PSC often occurs in people with a type of inflammatory bowel disease, such as Crohn’s disease or, especially, ulcerative colitis. It is also common in people with sarcoidosis, chronic pancreatitis, or other autoimmune-related disorders.
Genetic factors may also play a role. According to Genetics Home Reference, the disease tends to develop in clusters of family members.
Researchers have not linked PSC to the viruses that cause hepatitis.
If a person has a history of inflammatory bowel disease or blood tests show certain unusual results, a doctor may suspect PSC.
Endoscopic retrograde cholangiopancreatography (ERCP)
While the individual is under anesthesia, the doctor inserts a lighted, flexible endoscope through the mouth, down the esophagus, through the stomach, and into the small intestine. They then insert a thin tube through the scope and into the bile ducts. The doctor uses this to inject a dye, which will make the condition of the bile ducts show clearly on an X-ray.
In a person with PSC, the bile ducts appear narrower than usual, and they have a beaded appearance, with multiple narrowed and widened segments.
As the disease progresses, the person may need a biopsy to determine how much damage has occurred.
The doctor will apply a local anesthetic and insert a slender needle through the right lower area of the chest to extract a small piece of the liver for microscopic analysis.
People with PSC have a high chance of developing ulcerative colitis, and those with both PSC and ulcerative colitis have a higher risk of developing colon cancer.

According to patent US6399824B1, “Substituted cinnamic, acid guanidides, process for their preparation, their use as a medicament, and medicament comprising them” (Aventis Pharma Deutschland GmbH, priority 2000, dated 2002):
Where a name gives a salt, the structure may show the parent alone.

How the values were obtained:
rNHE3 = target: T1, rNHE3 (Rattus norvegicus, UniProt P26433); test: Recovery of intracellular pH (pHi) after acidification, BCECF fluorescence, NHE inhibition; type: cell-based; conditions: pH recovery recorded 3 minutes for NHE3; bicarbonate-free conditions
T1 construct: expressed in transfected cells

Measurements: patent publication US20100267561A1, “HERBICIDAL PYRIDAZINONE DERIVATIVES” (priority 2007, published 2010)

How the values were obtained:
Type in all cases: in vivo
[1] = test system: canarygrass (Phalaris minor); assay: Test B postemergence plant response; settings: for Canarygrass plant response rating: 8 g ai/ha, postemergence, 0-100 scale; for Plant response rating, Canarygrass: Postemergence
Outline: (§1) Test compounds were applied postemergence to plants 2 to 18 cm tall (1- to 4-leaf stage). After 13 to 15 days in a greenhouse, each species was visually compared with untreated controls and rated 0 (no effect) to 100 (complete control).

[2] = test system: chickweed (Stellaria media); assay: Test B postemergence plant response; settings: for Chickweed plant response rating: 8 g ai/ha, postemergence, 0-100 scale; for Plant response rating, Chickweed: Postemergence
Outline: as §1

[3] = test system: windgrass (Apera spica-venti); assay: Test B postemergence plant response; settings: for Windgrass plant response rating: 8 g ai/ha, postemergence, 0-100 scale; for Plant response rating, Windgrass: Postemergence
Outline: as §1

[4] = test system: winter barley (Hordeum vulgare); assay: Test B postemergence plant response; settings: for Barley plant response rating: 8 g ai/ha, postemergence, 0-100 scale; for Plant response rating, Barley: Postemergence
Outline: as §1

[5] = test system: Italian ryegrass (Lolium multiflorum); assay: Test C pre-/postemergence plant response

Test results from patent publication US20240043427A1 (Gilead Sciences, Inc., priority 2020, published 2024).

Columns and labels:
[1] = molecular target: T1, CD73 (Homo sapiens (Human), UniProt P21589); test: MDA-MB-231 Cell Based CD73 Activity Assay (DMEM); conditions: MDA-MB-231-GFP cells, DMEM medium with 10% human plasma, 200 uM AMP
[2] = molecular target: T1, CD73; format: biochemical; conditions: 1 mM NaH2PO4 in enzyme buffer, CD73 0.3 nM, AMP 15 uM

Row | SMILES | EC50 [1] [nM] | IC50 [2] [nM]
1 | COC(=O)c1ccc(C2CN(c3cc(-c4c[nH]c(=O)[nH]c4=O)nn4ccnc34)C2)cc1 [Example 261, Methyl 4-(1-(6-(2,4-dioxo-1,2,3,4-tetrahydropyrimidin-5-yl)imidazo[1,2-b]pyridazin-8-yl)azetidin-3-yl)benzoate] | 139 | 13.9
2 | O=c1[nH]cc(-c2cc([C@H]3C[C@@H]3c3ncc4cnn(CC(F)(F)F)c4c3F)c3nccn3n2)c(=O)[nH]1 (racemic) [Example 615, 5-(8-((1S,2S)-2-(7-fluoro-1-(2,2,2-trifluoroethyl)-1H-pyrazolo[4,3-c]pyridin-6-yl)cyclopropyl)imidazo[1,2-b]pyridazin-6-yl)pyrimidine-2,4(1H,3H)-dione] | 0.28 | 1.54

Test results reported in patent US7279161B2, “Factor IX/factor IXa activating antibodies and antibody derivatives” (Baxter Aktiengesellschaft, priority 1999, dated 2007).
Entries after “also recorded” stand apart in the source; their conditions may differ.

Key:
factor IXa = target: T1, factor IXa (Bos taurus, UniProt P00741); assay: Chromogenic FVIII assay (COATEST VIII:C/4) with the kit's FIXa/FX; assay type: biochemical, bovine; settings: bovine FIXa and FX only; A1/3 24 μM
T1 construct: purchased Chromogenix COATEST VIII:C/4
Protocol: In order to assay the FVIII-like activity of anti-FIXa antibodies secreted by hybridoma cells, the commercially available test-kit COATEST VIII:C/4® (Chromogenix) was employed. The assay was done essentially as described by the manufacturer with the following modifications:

For this reason, having colonoscopies is important. They can help the doctor diagnose ulcerative colitis and detect cancer or precancerous conditions early.
Treatment includes ursodiol, or ursodeoxycholic acid, a bile acid naturally produced by the liver.
Research shows that it can lower elevated liver enzyme levels in people with PSC. However, it does not improve the liver’s condition or overall survival rates.
A study updated in 2011 suggests that the medical community needs more evidence about the benefits and harms of this treatment.
A doctor may also prescribe:
- medications to relieve itching, called antipruritics
- bile acid sequestrants, such as cholestyramine, to reduce cholesterol
- antibiotics to treat infections
- vitamin supplements
If a person also has ulcerative colitis, the doctor will recommend appropriate treatment.
If fluid retention from cirrhosis results in swelling in the abdomen and feet, a low-salt diet and diuretics may help.
Researchers have tried using various immunosuppressants and antibiotics to manage PSC, but these have had no effects on mortality rates. Examples of these medications include cyclosporine, tacrolimus, methotrexate, budesonide, and metronidazole.
In some cases, a surgeon may use an endoscopic or surgical procedure to open major blockages in bile ducts.
Using an endoscope, the physician can place a tiny tube with a balloon on one end into the narrowed bile duct. Inflating the balloon expands the duct so that bile can flow through it again.
Also, placing stents of plastic tubing in the narrowed ducts can help keep them open.
The American Liver Foundation note that many people with PSC eventually need liver transplants, usually around 10 years after diagnosis.
Advances in surgical techniques and the use of new drugs to suppress rejection have improved the success rate of transplantation.
The outcome for PSC patients is excellent after a liver transplant. Survival rates at transplant centers are high, and people tend to experience a good quality of life after recovery.